Posted on June 10, 2008 by Qurratulain Akhtar
The thing that pinches me more is to re think again and again, if innovations and development bring us comfort or further problems, and every time I think about this, I remain at the point from where I started. It’s mainly because, innovations and development have equal proportion of positive and negative aspects.
Starting from very common observation, i.e. changing life styles, we see tons of new things. For instance, a site I happen to find through links flood was about innovations in baby gifts. Similarly, from cattle transport to fastest cars, and from simple food to a variety, everything has been changed.
Once, while discussing with an industry expert, I’d come to know that it’s all about creating demand, and so economies grow. On the other hand the evolutions part of Science says, that declining age span, bad health and blah blah is the side effect of this development. But, I think it’s not side effect, it’s half of the effect.
Yes, I remember, a term, “Sustainable Economic Development” was a measure to keep a balance here, but I don’t see any such round!
Filed under: Economic Issues, World Economy | Tagged: development, economic development, economy, growth, innovation | 1 Comment »
Posted on September 28, 2007 by Qurratulain Akhtar
Researching on the economies has been one of my favorite hobbies for some time back, and something that I learn most from. I remember the days spent in university studying finance, though seemed a bit dry those days, but with the passage of time it became a domain of my extreme interest. What actually made me to get inside the field is still undiscovered, but the sped up banking systems focusing more on consumer products has really made me to explore the avenues, and the products I’ve researched on till yet are ATM/debit/credit card, car financing, house financing etc.
Though researched but couldn’t experience the later two while have had some good experience with the former facilities. I in fact used debit card most of the time, but as it can’t replace credit card, and I needed one so applied for such but the procedure here in Pakistan is a bit time consuming as compared to the banks working in developed countries like UK etc. Not only the quick turn round but some additional features of credit card, like one is offered by Co-operative Bank are really makes the credit card economy worth considering for both the consumers and the banking sector.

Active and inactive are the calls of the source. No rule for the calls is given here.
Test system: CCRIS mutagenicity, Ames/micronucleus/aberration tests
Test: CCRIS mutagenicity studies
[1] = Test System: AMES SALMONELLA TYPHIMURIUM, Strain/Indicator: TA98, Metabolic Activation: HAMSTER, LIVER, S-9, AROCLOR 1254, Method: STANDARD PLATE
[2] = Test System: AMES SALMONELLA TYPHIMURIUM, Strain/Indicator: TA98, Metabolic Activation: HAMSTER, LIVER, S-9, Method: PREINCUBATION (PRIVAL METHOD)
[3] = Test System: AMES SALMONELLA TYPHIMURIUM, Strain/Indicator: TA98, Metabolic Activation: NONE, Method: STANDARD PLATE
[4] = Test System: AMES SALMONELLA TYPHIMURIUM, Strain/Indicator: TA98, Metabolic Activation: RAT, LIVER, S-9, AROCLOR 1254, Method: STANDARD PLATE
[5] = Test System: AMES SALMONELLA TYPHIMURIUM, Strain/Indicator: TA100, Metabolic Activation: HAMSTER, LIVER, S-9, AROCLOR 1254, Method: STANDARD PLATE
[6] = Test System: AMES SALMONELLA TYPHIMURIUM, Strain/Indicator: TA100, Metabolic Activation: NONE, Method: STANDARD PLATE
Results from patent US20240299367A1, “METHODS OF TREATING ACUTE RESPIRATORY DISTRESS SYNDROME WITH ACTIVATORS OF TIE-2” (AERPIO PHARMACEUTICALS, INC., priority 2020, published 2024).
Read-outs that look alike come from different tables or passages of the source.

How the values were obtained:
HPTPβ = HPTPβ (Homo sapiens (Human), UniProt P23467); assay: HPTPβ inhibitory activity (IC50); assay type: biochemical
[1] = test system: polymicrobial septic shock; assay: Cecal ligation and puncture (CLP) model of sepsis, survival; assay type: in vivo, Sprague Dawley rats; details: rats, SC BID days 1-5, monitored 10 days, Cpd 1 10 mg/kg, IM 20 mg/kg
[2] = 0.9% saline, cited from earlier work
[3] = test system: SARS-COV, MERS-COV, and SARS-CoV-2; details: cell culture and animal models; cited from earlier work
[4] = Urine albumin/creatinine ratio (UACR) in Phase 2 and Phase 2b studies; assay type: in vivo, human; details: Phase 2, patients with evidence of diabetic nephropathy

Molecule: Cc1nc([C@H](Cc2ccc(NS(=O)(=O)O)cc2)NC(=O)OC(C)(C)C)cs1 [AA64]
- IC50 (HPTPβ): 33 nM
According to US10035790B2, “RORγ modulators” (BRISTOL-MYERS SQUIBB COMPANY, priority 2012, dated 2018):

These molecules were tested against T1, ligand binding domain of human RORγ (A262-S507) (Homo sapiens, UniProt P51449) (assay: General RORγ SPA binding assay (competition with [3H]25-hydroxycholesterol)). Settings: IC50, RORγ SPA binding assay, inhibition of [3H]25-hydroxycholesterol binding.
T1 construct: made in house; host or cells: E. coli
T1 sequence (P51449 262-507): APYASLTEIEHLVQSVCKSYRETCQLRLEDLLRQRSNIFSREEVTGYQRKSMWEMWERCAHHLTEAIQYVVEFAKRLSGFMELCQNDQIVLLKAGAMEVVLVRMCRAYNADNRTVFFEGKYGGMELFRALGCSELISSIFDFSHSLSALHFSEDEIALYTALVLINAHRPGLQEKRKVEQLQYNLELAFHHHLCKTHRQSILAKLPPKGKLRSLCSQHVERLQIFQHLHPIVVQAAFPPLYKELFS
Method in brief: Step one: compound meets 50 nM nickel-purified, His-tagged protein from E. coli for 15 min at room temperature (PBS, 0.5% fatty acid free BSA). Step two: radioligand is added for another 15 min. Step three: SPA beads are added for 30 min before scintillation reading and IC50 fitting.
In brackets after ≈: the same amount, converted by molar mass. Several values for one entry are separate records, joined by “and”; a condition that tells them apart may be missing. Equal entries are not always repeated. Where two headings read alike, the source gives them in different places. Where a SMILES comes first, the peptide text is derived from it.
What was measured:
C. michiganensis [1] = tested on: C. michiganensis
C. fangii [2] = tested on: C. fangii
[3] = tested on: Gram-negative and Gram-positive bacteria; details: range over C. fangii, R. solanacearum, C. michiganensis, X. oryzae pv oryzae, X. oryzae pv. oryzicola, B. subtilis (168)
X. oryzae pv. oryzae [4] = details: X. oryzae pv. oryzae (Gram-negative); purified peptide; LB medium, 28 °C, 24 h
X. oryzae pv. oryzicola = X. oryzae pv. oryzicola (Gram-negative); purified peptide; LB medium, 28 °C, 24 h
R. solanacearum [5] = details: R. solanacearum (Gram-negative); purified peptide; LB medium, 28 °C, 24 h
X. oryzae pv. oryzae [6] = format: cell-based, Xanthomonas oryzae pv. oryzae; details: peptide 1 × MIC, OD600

While having a look at the features of credit card offered by The Cooperative Bank, I found that a consumer will be in equilibrium if the rate doesn’t change for about five years, if he’s given 46 days interest free credit if the balance is fully paid by due date along with some travel rewards. Another feature I liked most at the website was about the donations for good cause, i.e. 1.25p on the transaction amount of 100 pounds. That’s what the bank is on the go with making thousands of customers satisfied and of course resulting as a national equilibrium. And not to mention this is one major factor that helps the developed countries to further boost their economies by the economic growth both at micro and macro levels.
I’d a good experience writing a research paper on micro finance for Institute of Bankers Pakistan, which I’d share some three months after it’s published in their magazine, but till then I can recommend a credit card economy just like one I’d discussed above.
Disclaimer: Details are accurate at date of publishing.
Sponsored by: Co-operative Bank
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Posted on September 23, 2007 by Qurratulain Akhtar
I’m an Internet user for about three quarters of a decade, and have seen the Internet world undergoing a structural change. The time I started being on net was nothing more than browsing some tough concepts for an assignment and of course chatting with some friends. Later as I kept on exploring the day-to-day development I just became a part of it, or probably it became a part of my life. Now considering a life without Internet seems incomplete.